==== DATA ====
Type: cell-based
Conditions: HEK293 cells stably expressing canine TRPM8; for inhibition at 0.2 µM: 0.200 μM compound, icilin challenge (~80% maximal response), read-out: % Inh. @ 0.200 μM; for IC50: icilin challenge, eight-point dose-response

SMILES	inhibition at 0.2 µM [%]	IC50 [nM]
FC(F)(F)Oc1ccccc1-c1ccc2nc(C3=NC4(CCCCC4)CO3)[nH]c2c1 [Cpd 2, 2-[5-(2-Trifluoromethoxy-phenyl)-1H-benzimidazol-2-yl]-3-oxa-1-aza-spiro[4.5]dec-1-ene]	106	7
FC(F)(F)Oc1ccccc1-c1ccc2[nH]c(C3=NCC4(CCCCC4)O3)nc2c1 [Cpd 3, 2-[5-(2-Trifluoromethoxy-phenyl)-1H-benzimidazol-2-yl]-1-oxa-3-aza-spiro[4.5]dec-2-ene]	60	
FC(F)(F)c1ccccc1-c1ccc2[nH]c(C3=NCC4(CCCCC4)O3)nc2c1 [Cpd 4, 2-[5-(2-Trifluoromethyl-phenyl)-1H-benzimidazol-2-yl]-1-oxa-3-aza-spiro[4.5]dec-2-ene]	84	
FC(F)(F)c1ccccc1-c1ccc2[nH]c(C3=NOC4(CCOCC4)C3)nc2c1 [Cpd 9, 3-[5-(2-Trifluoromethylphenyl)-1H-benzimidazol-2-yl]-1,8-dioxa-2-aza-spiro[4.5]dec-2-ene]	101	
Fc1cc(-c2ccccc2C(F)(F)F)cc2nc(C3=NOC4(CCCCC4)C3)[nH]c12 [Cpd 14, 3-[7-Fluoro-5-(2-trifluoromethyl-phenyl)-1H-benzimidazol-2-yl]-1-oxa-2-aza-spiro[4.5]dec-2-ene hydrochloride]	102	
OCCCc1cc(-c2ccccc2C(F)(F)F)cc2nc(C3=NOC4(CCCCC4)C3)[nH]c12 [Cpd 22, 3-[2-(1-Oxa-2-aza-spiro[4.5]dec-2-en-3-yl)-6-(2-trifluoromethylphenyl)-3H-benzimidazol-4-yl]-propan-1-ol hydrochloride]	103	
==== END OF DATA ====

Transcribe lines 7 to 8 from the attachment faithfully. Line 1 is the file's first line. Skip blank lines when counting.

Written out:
FC(F)(F)c1ccccc1-c1ccc2[nH]c(C3=NOC4(CCOCC4)C3)nc2c1 [Cpd 9, 3-[5-(2-Trifluoromethylphenyl)-1H-benzimidazol-2-yl]-1,8-dioxa-2-aza-spiro[4.5]dec-2-ene]	101	
Fc1cc(-c2ccccc2C(F)(F)F)cc2nc(C3=NOC4(CCCCC4)C3)[nH]c12 [Cpd 14, 3-[7-Fluoro-5-(2-trifluoromethyl-phenyl)-1H-benzimidazol-2-yl]-1-oxa-2-aza-spiro[4.5]dec-2-ene hydrochloride]	102	